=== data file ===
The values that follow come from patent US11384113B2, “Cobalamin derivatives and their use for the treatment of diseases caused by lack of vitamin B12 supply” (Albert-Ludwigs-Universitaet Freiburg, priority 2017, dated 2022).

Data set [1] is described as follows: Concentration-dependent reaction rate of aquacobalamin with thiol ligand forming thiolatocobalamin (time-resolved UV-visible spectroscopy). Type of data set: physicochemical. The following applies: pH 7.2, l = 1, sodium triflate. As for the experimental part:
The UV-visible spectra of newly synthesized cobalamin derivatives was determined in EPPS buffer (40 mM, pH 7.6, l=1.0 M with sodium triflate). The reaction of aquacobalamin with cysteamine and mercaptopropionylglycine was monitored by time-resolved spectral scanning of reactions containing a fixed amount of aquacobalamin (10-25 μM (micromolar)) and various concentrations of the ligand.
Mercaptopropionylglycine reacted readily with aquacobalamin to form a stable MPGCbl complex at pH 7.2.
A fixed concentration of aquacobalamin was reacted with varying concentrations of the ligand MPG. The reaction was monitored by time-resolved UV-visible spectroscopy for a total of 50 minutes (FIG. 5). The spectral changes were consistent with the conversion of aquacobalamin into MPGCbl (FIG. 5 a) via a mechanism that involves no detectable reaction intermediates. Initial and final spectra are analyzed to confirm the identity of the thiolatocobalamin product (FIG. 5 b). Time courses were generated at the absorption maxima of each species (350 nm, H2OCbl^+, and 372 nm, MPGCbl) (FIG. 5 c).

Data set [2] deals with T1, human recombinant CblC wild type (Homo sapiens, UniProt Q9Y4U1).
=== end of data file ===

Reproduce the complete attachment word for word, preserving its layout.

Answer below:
The values that follow come from patent US11384113B2, “Cobalamin derivatives and their use for the treatment of diseases caused by lack of vitamin B12 supply” (Albert-Ludwigs-Universitaet Freiburg, priority 2017, dated 2022).

Data set [1] is described as follows: Concentration-dependent reaction rate of aquacobalamin with thiol ligand forming thiolatocobalamin (time-resolved UV-visible spectroscopy). Type of data set: physicochemical. The following applies: pH 7.2, l = 1, sodium triflate. As for the experimental part:
The UV-visible spectra of newly synthesized cobalamin derivatives was determined in EPPS buffer (40 mM, pH 7.6, l=1.0 M with sodium triflate). The reaction of aquacobalamin with cysteamine and mercaptopropionylglycine was monitored by time-resolved spectral scanning of reactions containing a fixed amount of aquacobalamin (10-25 μM (micromolar)) and various concentrations of the ligand.
Mercaptopropionylglycine reacted readily with aquacobalamin to form a stable MPGCbl complex at pH 7.2.
A fixed concentration of aquacobalamin was reacted with varying concentrations of the ligand MPG. The reaction was monitored by time-resolved UV-visible spectroscopy for a total of 50 minutes (FIG. 5). The spectral changes were consistent with the conversion of aquacobalamin into MPGCbl (FIG. 5 a) via a mechanism that involves no detectable reaction intermediates. Initial and final spectra are analyzed to confirm the identity of the thiolatocobalamin product (FIG. 5 b). Time courses were generated at the absorption maxima of each species (350 nm, H2OCbl^+, and 372 nm, MPGCbl) (FIG. 5 c).

Data set [2] deals with T1, human recombinant CblC wild type (Homo sapiens, UniProt Q9Y4U1).